Set in the second century A.D. against the backdrop of a Roman Empire on the verge of decline, "Marius the Epicurean" is the story of the philosophical and spiritual development of Marius, a young Italian serving as amanuensis to the great emperor Marcus Aurelius. Marius explores the various systems of philosophy in search of an elusive vision of love, moving from Epicureanism to Cyrenaicism and finally Stoicism before finally finding what he had sought in the terrible beauty of Christian martyrdom.
"Marius the Epicurean", first published in 1885, has been described as "the most highly finished of all his (Pater´s) works and the expression of his deepest thought".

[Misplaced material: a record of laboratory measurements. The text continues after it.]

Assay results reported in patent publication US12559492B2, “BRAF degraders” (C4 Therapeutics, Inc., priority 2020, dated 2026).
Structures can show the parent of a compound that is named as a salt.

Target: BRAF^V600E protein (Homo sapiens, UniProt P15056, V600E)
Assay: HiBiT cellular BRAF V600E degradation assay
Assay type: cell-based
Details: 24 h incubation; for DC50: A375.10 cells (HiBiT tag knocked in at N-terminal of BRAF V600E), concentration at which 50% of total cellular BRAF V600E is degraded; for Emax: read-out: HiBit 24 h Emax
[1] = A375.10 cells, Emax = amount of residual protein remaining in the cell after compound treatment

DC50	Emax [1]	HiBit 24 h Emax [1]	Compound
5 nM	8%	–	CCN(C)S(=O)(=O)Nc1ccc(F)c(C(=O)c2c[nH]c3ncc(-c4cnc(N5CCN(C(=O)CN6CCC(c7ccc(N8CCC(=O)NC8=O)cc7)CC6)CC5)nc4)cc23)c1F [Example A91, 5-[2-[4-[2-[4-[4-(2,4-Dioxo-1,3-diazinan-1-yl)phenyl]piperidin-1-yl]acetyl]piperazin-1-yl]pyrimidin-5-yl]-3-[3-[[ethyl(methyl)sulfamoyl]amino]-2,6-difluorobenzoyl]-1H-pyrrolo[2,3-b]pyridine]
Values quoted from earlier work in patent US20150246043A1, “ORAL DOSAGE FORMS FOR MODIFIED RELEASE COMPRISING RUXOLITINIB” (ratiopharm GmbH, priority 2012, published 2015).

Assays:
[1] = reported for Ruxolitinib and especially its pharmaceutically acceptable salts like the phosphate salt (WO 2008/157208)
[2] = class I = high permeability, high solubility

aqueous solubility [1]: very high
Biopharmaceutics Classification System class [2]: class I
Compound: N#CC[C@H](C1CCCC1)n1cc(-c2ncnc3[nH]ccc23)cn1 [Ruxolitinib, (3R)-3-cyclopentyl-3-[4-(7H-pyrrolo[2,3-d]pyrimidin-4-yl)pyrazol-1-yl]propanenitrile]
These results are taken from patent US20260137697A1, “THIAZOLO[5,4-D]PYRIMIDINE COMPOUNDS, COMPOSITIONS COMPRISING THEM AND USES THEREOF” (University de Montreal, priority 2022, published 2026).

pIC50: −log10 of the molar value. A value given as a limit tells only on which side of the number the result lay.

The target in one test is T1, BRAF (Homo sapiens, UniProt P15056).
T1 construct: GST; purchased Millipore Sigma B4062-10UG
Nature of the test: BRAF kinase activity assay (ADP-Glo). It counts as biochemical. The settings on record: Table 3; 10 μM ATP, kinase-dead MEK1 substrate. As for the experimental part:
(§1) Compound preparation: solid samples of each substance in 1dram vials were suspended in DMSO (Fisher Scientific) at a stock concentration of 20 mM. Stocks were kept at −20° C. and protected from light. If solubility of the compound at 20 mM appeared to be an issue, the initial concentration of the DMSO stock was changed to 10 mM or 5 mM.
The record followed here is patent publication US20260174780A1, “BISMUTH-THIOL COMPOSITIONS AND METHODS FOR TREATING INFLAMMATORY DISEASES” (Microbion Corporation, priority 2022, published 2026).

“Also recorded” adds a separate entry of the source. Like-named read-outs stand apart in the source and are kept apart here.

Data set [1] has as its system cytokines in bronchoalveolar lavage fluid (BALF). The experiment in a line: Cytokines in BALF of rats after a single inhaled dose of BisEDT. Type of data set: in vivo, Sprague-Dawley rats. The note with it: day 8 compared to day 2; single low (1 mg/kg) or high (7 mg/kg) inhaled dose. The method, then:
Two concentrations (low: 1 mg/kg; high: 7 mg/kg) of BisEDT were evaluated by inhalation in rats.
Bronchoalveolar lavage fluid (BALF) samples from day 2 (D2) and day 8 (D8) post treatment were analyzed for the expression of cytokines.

"Marius the Epicurean" is the rare novel that is as significant for its style as for its plot. Told in Pater's uniquely exquisite and poetic prose, Marius became a profound influence on writers of the Aesthetic and Decadent movements of the late Victorian era, including Pater's former student, Oscar Wilde. It is also an important forerunner of the psychological novels of Joyce, Woolf, James, and Conrad, all of whom absorbed into their fictional techniques Pater's emphasis on the rendering of impressions and his presentation of character and point of view.